Complexity

Complex systems are difficult to describe and predict because they have many interconnected parts with emergent properties.

They may, under certain conditions, behave in a chaotic way. Chaos is normally understood to be a state of utter confusion or disorder but formal chaos theory is the study of non-linear systems, which show great sensitivity to initial conditions.

Complexity theory is the study of how both complex and complicated systems exhibit simple behaviours. High complexity in a project or organisation is associated with tight spacing of equipment, close production steps, many common mode connections, a limited possibility of isolating failed components, limited awareness of interdependencies because of specialisations, limited ability to substitute, unintended feedback loops, interacting control parameters, limited understanding of social processes and tightly coupled systems. A complex system is not just complicated but may be incomplete, with emergent properties from interdependencies that are unknown and unforeseen. They often cannot be ‘solved’; rather, they have to be managed to desirable outcomes.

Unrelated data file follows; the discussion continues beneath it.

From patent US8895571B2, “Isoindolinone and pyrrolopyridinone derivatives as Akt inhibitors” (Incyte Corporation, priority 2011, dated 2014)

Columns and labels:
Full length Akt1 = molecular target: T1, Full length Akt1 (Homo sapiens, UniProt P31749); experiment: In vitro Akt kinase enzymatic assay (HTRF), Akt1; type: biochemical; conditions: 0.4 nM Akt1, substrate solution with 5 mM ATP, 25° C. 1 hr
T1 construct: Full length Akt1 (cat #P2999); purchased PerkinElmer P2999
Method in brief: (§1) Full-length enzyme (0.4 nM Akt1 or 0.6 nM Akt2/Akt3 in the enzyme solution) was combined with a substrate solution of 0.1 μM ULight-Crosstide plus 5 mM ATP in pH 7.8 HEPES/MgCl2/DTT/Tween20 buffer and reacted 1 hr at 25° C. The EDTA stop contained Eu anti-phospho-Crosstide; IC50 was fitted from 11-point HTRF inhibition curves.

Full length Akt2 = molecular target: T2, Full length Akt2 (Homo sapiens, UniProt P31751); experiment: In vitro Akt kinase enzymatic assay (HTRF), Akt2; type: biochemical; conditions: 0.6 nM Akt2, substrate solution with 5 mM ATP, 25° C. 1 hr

A complicated system may contain lots of elaborately interconnected sub-systems or holons. To the non-expert, complicated systems may seem complex, but to an expert each of the subsystems may be tame (i.e.  understandable and predictable). There may be sufficient experience and knowledge for dependable design (e.g. for the jet turbine).

Evolution in complex systems leads to differentiation in multi-level hierarchies. A hierarchical model is a graphical representation of a concept or idea in the form of a hierarchy. We develop multi-level hierarchies of processes using mind maps.